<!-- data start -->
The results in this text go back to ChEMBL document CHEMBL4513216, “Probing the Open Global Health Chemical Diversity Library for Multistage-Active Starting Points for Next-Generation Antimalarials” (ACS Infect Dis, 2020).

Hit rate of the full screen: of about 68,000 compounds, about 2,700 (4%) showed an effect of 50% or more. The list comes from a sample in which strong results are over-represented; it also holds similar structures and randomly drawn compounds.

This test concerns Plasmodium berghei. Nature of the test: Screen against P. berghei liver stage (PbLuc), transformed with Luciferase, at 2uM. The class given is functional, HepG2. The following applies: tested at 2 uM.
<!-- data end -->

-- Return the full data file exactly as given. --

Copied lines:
The results in this text go back to ChEMBL document CHEMBL4513216, “Probing the Open Global Health Chemical Diversity Library for Multistage-Active Starting Points for Next-Generation Antimalarials” (ACS Infect Dis, 2020).

Hit rate of the full screen: of about 68,000 compounds, about 2,700 (4%) showed an effect of 50% or more. The list comes from a sample in which strong results are over-represented; it also holds similar structures and randomly drawn compounds.

This test concerns Plasmodium berghei. Nature of the test: Screen against P. berghei liver stage (PbLuc), transformed with Luciferase, at 2uM. The class given is functional, HepG2. The following applies: tested at 2 uM.